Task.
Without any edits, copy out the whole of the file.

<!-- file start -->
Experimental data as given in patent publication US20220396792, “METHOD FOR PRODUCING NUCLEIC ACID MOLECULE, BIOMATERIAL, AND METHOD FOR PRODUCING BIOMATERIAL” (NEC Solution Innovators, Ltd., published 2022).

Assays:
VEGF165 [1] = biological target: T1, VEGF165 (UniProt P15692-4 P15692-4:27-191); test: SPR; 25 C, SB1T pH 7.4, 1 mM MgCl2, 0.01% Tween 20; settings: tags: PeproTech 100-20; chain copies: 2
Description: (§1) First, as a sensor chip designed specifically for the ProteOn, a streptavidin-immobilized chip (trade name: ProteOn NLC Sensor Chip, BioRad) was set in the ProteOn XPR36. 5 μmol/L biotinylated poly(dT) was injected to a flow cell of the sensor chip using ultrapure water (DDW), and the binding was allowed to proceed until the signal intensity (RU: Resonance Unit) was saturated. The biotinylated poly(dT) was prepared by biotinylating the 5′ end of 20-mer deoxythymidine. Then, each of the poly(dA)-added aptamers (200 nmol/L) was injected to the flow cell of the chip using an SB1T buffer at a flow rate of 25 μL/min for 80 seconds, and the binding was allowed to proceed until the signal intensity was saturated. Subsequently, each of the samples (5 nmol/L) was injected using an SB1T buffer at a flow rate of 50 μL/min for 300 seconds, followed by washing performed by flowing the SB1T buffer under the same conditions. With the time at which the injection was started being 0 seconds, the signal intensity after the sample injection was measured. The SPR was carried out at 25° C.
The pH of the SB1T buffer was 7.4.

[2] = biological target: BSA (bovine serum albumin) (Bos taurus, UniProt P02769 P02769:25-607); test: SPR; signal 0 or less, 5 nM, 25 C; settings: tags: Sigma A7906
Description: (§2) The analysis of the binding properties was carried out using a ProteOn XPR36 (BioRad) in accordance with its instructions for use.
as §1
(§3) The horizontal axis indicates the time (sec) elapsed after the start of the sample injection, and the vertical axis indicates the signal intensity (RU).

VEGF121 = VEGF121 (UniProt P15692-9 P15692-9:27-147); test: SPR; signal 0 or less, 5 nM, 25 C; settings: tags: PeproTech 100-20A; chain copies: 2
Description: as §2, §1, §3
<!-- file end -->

Experimental data as given in patent publication US20220396792, “METHOD FOR PRODUCING NUCLEIC ACID MOLECULE, BIOMATERIAL, AND METHOD FOR PRODUCING BIOMATERIAL” (NEC Solution Innovators, Ltd., published 2022).

Assays:
VEGF165 [1] = biological target: T1, VEGF165 (UniProt P15692-4 P15692-4:27-191); test: SPR; 25 C, SB1T pH 7.4, 1 mM MgCl2, 0.01% Tween 20; settings: tags: PeproTech 100-20; chain copies: 2
Description: (§1) First, as a sensor chip designed specifically for the ProteOn, a streptavidin-immobilized chip (trade name: ProteOn NLC Sensor Chip, BioRad) was set in the ProteOn XPR36. 5 μmol/L biotinylated poly(dT) was injected to a flow cell of the sensor chip using ultrapure water (DDW), and the binding was allowed to proceed until the signal intensity (RU: Resonance Unit) was saturated. The biotinylated poly(dT) was prepared by biotinylating the 5′ end of 20-mer deoxythymidine. Then, each of the poly(dA)-added aptamers (200 nmol/L) was injected to the flow cell of the chip using an SB1T buffer at a flow rate of 25 μL/min for 80 seconds, and the binding was allowed to proceed until the signal intensity was saturated. Subsequently, each of the samples (5 nmol/L) was injected using an SB1T buffer at a flow rate of 50 μL/min for 300 seconds, followed by washing performed by flowing the SB1T buffer under the same conditions. With the time at which the injection was started being 0 seconds, the signal intensity after the sample injection was measured. The SPR was carried out at 25° C.
The pH of the SB1T buffer was 7.4.

[2] = biological target: BSA (bovine serum albumin) (Bos taurus, UniProt P02769 P02769:25-607); test: SPR; signal 0 or less, 5 nM, 25 C; settings: tags: Sigma A7906
Description: (§2) The analysis of the binding properties was carried out using a ProteOn XPR36 (BioRad) in accordance with its instructions for use.
as §1
(§3) The horizontal axis indicates the time (sec) elapsed after the start of the sample injection, and the vertical axis indicates the signal intensity (RU).

VEGF121 = VEGF121 (UniProt P15692-9 P15692-9:27-147); test: SPR; signal 0 or less, 5 nM, 25 C; settings: tags: PeproTech 100-20A; chain copies: 2
Description: as §2, §1, §3